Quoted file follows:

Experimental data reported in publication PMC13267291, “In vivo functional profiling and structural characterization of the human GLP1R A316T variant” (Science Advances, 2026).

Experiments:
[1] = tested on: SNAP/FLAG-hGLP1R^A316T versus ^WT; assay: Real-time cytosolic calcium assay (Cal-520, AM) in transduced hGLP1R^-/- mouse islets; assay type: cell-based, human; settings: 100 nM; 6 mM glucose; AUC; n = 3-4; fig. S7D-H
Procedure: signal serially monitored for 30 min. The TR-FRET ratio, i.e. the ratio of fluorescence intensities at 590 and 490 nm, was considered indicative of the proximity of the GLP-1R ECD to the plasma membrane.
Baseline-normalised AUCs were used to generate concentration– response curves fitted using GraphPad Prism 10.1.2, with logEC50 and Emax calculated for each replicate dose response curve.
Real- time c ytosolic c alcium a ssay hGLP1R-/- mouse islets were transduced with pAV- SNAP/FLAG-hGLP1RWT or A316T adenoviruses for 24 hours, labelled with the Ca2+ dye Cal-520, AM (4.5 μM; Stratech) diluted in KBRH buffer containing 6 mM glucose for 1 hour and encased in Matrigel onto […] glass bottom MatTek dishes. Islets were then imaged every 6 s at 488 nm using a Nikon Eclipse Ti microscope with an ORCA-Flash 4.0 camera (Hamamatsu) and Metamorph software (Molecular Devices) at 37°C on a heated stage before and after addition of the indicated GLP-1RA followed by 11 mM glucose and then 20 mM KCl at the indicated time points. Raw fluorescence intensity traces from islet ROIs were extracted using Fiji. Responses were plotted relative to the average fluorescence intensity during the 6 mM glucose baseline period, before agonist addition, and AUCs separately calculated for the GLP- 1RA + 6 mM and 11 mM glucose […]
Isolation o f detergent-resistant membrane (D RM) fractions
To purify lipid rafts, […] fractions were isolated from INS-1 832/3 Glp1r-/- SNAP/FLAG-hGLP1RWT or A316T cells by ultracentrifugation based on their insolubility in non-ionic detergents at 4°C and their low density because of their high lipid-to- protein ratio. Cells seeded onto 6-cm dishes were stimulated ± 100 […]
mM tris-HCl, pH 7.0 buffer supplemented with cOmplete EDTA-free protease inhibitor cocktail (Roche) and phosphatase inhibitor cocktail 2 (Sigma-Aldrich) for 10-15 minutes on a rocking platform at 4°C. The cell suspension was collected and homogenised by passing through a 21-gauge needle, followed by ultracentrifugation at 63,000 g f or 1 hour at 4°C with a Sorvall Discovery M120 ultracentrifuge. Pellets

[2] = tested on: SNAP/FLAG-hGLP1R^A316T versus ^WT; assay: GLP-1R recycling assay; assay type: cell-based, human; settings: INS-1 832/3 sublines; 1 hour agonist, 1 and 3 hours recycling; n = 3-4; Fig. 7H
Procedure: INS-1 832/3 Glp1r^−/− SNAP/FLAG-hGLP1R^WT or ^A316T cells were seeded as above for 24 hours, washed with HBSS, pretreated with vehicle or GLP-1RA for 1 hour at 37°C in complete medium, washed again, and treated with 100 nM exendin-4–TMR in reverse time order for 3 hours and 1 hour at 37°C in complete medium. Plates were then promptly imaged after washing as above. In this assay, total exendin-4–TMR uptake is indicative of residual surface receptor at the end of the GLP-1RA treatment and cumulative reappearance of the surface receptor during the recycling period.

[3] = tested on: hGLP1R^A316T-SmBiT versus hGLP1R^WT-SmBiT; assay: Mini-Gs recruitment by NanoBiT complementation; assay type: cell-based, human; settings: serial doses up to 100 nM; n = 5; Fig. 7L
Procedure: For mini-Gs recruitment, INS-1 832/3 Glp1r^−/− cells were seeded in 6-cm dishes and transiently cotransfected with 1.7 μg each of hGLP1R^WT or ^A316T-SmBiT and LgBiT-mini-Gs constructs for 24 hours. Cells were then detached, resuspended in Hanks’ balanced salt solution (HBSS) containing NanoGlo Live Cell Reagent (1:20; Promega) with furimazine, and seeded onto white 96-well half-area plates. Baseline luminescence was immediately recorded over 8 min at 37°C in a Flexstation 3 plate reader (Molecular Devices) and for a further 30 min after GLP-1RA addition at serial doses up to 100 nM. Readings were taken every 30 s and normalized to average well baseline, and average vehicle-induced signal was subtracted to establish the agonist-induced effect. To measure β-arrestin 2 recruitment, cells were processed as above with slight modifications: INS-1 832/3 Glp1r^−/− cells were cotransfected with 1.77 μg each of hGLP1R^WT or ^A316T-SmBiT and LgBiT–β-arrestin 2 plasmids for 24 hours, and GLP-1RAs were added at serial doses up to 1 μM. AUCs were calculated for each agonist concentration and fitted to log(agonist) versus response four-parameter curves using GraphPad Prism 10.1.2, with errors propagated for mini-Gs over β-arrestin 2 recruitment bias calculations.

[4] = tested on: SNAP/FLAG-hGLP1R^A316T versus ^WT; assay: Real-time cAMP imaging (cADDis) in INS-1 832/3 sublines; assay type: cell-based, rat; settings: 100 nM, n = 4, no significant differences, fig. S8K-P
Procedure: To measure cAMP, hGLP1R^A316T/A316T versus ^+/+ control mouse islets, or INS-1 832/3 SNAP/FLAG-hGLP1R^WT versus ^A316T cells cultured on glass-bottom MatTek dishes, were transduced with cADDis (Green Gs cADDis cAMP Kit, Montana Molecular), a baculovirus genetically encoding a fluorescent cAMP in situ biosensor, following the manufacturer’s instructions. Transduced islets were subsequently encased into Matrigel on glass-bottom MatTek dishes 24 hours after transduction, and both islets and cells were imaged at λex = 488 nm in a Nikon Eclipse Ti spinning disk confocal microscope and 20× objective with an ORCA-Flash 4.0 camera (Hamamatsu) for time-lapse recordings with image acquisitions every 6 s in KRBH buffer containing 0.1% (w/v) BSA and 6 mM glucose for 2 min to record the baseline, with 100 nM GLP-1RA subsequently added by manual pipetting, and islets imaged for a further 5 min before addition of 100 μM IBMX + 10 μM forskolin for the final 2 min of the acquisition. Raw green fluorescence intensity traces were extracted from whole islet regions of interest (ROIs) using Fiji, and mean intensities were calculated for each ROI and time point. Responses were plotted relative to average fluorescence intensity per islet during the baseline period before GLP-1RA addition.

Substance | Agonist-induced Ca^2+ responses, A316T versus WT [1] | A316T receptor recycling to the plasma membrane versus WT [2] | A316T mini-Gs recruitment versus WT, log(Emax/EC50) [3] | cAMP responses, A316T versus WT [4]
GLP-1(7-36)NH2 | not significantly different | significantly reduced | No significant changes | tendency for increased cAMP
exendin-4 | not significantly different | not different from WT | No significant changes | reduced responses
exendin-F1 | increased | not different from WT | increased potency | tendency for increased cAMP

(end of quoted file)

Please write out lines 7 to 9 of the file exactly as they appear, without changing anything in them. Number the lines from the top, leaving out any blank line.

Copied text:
Isolation o f detergent-resistant membrane (D RM) fractions
To purify lipid rafts, […] fractions were isolated from INS-1 832/3 Glp1r-/- SNAP/FLAG-hGLP1RWT or A316T cells by ultracentrifugation based on their insolubility in non-ionic detergents at 4°C and their low density because of their high lipid-to- protein ratio. Cells seeded onto 6-cm dishes were stimulated ± 100 […]
mM tris-HCl, pH 7.0 buffer supplemented with cOmplete EDTA-free protease inhibitor cocktail (Roche) and phosphatase inhibitor cocktail 2 (Sigma-Aldrich) for 10-15 minutes on a rocking platform at 4°C. The cell suspension was collected and homogenised by passing through a 21-gauge needle, followed by ultracentrifugation at 63,000 g f or 1 hour at 4°C with a Sorvall Discovery M120 ultracentrifuge. Pellets